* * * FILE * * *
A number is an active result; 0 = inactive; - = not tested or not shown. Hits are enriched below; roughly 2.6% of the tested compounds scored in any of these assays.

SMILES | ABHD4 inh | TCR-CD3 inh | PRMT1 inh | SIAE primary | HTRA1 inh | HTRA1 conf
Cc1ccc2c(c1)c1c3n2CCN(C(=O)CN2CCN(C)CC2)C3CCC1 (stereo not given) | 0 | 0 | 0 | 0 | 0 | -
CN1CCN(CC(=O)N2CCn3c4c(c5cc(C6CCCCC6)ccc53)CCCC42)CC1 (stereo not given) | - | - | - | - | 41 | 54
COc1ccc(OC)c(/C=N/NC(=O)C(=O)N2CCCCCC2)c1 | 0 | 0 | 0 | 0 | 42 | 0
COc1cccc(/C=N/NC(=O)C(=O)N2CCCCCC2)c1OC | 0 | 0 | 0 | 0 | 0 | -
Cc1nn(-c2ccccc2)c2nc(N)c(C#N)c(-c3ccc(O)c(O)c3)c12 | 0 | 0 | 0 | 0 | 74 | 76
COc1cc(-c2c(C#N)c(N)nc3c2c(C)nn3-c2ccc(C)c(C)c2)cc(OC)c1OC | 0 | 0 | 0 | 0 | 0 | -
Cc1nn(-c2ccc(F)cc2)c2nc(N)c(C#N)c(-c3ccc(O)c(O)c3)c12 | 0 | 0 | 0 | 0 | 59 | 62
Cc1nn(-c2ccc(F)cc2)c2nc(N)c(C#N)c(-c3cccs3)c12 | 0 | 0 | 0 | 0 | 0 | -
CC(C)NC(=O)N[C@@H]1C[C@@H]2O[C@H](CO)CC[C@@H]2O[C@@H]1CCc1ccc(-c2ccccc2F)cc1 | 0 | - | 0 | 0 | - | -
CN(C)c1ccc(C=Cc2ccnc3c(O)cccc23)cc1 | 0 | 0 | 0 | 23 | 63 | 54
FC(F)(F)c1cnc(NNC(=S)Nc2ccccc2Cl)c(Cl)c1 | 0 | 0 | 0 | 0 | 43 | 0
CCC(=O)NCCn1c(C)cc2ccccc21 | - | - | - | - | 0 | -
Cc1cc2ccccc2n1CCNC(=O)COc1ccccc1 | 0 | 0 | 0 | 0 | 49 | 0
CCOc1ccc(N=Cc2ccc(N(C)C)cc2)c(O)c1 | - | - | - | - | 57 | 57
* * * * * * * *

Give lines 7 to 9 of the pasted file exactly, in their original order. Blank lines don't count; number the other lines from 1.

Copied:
Cc1nn(-c2ccccc2)c2nc(N)c(C#N)c(-c3ccc(O)c(O)c3)c12 | 0 | 0 | 0 | 0 | 74 | 76
COc1cc(-c2c(C#N)c(N)nc3c2c(C)nn3-c2ccc(C)c(C)c2)cc(OC)c1OC | 0 | 0 | 0 | 0 | 0 | -
Cc1nn(-c2ccc(F)cc2)c2nc(N)c(C#N)c(-c3ccc(O)c(O)c3)c12 | 0 | 0 | 0 | 0 | 59 | 62